Edward Yang’s incredible, sprawling historical drama is so precise. A Brighter Summer Day (the title taken from Elvis lyrics) is a challenge in more ways than one. It’s 4 hours long, and Yang really makes the audience work. There aren’t typical Hollywood character introductions, and scenes don’t often have answers immediately.
I generally like my movies to be two hours or under. A Brighter Summer Day fits into that category of films that defy time. It is timeless in more than one way of the word.
Si’ir (Chen Chang) is a 15 year-old, coming-of-age in Taipei amidst the violent conflicts of two rival gangs. The film is critical of both Mainland China and also the government of Taiwan. There’s a sense of both misguided nationalism and absolute apathy, and there’s certainly a string of misogyny that runs throughout.
Yang, who made only a handful of movies before passing away in 2007, favors long takes, wide shots, several incredibly (and incredible) long sequences that are often surrounded by rather short scenes, and a green palette.
The dialogue is sharp and often carries dual meanings, emphasizing, perhaps, the bipolar experiences of the adult and youth populations. “We have all the time in the world,” is repeated in the context of young lust and a government interrogation.
Here’s a good example of Yang’s camera in this film, and one of my favorite shots. The camera starts wide on Si’ir. Another character enters frame and the camera pushes in with him, landing in the MWS 3-shot (#3 below). We pan left with this guy revealing more people, and then continue panning left, landing on even more characters:
There’s a lot to like in these shots. First, the blocking is natural and fluid. The framing and cinematography by Hui Kung Chang and Longyu Zhang is also amazing. I really love that first frame above. The hazy light coming through the background slats is made all the more obscure by the passing train. That train gives a sense of motion to something that is other tableau-static (Yang very much likes the tableau, as we’ll see again below). The other bikes give the presence of other people, but at the moment it’s the only indication as such.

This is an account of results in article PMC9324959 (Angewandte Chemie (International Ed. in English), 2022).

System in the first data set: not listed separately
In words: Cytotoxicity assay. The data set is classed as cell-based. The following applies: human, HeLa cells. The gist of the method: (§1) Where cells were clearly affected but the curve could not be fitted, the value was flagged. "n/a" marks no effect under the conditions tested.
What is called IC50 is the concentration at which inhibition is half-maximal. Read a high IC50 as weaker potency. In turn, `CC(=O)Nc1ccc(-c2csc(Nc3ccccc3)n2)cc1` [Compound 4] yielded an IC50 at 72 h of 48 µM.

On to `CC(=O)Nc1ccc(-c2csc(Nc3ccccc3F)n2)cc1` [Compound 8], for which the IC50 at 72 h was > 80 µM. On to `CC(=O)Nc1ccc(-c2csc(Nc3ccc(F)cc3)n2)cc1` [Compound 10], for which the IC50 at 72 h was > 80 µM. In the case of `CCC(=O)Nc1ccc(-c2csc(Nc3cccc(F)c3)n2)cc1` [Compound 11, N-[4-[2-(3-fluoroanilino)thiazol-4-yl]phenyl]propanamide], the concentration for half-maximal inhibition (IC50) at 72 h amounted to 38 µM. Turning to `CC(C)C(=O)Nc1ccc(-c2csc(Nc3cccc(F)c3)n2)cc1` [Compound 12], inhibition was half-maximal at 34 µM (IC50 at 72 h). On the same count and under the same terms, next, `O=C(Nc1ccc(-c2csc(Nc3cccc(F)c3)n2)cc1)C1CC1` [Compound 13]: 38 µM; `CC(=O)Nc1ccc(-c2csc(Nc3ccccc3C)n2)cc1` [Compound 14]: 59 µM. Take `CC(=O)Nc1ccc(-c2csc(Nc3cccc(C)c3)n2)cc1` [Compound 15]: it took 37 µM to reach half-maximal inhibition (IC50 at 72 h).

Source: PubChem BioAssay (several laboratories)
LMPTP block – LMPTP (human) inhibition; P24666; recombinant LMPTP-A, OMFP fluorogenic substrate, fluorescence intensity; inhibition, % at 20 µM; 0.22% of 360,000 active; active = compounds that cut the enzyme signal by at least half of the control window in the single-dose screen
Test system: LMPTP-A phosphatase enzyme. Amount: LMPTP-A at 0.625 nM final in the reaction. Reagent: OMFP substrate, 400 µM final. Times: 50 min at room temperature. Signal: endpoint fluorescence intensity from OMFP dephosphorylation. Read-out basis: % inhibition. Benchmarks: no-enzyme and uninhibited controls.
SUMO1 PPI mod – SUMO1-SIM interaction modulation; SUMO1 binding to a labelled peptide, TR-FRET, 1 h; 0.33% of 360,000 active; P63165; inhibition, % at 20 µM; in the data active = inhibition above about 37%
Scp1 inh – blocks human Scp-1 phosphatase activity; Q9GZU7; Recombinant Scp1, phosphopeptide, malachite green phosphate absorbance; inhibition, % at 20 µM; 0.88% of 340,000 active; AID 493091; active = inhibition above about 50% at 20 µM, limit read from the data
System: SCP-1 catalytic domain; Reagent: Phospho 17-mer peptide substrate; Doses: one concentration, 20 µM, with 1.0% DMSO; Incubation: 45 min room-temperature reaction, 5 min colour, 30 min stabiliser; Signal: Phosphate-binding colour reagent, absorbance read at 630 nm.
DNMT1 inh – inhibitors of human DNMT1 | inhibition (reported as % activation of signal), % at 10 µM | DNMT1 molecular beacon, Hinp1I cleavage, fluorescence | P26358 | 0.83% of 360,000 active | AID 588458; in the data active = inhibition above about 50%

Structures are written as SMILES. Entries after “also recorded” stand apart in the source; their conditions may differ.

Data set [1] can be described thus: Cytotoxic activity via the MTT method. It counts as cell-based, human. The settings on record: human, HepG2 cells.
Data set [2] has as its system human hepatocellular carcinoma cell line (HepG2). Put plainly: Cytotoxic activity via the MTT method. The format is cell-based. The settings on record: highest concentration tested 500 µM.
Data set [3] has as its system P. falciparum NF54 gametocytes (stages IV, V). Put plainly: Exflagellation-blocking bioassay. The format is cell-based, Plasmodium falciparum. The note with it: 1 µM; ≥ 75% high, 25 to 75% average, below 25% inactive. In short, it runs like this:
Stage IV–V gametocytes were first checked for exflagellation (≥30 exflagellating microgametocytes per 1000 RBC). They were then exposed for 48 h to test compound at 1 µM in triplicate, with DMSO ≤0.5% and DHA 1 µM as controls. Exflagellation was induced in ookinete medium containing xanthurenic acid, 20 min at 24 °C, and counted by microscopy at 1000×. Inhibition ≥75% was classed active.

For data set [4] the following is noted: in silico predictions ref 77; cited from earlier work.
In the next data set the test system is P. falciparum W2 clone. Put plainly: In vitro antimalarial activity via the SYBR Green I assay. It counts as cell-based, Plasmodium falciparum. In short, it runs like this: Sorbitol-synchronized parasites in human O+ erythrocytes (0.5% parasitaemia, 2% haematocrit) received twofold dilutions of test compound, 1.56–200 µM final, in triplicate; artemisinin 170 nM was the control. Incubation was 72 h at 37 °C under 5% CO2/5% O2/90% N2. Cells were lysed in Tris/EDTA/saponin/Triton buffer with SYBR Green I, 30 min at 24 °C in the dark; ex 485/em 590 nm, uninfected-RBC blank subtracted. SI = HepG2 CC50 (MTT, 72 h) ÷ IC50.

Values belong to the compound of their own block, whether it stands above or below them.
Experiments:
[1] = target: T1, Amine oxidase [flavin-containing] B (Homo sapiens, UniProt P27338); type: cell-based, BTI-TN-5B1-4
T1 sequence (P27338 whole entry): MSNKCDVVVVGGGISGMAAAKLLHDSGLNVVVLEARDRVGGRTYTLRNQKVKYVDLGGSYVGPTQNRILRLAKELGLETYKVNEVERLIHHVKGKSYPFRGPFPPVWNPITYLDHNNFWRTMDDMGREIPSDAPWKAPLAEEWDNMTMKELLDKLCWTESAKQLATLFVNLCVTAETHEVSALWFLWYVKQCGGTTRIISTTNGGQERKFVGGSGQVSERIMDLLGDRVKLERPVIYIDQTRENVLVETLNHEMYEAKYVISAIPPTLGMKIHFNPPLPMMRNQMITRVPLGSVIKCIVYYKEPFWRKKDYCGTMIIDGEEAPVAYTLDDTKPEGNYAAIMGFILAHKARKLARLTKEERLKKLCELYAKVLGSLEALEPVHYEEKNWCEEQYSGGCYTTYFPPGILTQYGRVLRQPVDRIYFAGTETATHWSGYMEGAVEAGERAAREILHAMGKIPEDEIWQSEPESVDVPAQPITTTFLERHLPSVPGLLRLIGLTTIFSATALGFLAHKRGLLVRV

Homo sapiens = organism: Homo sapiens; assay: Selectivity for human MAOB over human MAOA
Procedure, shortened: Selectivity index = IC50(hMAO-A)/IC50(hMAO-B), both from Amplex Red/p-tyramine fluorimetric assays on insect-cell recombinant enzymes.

I also really like how much depth Yang has in his shots. The last frame has people on so many different planes of action, and the hall/doorway frame left opens up the already-large space even more.
Maybe what I like most about this sequence though is how Si’ir is just so totally alone in the first frame. He’s tiny in there, just surrounded by negative space. But he’s actually – as the pans soon reveal – not alone at all. It fits thematically with a film that is so much about internalization and isolation.
Two more shots that I like, as much for their chiaroscuro composition and yellow/green hue, as for the mood that suffuses both:
A Brighter Summer Day has some of the best sound design in a film. There’s so much off-screen sounds: radios, singing, trains, etc. Even a lot of conversations take place with a good portion of the dialogue off-screen. It yields a richly textured world, but also one where so much information is right at the fringes – like Si’ir we’re just on the cusp of learning things.
I can’t think of the tableau without thinking of Fassbinder. Yang has a lot of such moments in this film. Like this one, where Si’ir’s father has just been released from interrogation, eats alone, and slowly looks up…
…to find his wife staring at him, frozen:
Fassbinder tended to use that technique for awkwardness, discomfort, and definitely to emphasize a character’s outsider status. It’s not used that way in Yang’s film. Instead, there’s something to keeping us in a character’s perspective. Si’ir’s father is so dazed that the outside world doesn’t really exist for him, and when it does it feels strange and stilted.
Here’s another example. Si’ir is going to be kicked out of school. His father comes in and has a talk with the headmaster. After a master shot and some coverage, Yang cuts from headmaster to father-
-and then to Si’ir picking up a baseball bat:
A cut to the headmaster walking away, and then a CU as the bat smashes the hanging light-bulb:
The scene ends, as in the previous one, with the entire room frozen and staring:
I think there’s also something of the inaction of adults. The kids in this film are violent and we see them take real action throughout. The adults are more passive – perhaps more reserved. Is this a generational divide and the visual technique to accompany it?
I also like this moment because there’s suspense. Did Si’ir only hit the light bulb (we find out later, through dialogue, that it’s not all he hit)?
It’s hard to compare A Brighter Summer Day to anything, so maybe it’s not worth doing so. The only other Yang film I’ve seen is Yi Yi and that has pacing similarities (scenes that build slowly and then others that are short and almost slashed away to create a disparate start and stop). Tsai Ming-Liang is a contemporary, but, visually-speaking, aside from wides and long takes, there isn’t that much I see in common.